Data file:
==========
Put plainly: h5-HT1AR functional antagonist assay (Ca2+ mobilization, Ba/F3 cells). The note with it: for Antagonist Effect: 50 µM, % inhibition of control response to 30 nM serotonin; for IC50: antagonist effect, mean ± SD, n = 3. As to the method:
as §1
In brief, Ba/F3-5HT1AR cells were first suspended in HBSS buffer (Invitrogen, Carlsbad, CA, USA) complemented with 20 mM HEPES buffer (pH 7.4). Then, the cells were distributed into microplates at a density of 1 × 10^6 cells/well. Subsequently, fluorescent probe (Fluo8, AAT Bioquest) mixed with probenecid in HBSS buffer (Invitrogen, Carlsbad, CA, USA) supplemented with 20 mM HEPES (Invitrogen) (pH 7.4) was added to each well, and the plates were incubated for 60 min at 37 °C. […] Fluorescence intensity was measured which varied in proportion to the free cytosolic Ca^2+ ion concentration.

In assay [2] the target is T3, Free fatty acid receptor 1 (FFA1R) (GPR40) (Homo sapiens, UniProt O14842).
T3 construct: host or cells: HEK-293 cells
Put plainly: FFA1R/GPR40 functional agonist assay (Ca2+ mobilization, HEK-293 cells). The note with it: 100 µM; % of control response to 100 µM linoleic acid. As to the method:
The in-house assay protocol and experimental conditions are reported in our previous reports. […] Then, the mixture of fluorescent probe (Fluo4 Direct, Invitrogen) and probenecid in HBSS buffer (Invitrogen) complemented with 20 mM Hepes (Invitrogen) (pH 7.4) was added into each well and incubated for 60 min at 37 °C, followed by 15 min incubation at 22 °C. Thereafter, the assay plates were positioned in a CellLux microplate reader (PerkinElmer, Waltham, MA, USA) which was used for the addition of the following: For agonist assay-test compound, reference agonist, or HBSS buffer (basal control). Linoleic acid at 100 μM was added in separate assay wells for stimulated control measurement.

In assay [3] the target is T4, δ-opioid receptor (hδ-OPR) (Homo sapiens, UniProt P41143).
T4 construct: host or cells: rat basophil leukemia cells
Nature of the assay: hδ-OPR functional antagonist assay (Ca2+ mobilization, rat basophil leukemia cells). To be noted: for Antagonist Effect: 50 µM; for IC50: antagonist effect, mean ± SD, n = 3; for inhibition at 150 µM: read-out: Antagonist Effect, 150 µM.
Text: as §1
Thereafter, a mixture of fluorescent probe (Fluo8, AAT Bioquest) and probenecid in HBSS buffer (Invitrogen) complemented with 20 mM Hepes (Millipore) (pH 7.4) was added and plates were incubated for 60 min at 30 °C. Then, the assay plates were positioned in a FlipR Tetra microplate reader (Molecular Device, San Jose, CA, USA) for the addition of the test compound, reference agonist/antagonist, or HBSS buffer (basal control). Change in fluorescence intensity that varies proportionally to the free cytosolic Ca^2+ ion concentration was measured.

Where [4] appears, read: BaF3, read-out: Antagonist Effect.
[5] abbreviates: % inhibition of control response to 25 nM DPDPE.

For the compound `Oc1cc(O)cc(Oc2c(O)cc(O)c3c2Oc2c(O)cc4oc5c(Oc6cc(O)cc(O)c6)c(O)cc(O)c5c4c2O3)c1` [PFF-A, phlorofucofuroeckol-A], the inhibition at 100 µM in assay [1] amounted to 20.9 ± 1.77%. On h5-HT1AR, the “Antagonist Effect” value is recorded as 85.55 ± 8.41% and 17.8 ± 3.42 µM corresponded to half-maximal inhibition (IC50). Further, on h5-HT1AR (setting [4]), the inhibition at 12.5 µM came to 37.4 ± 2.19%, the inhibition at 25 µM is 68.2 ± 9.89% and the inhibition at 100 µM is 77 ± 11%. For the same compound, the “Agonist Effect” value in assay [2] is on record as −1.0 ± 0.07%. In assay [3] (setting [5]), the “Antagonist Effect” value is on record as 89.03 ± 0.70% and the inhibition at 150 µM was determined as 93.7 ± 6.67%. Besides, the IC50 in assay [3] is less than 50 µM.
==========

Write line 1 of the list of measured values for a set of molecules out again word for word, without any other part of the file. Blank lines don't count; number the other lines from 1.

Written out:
Put plainly: h5-HT1AR functional antagonist assay (Ca2+ mobilization, Ba/F3 cells). The note with it: for Antagonist Effect: 50 µM, % inhibition of control response to 30 nM serotonin; for IC50: antagonist effect, mean ± SD, n = 3. As to the method: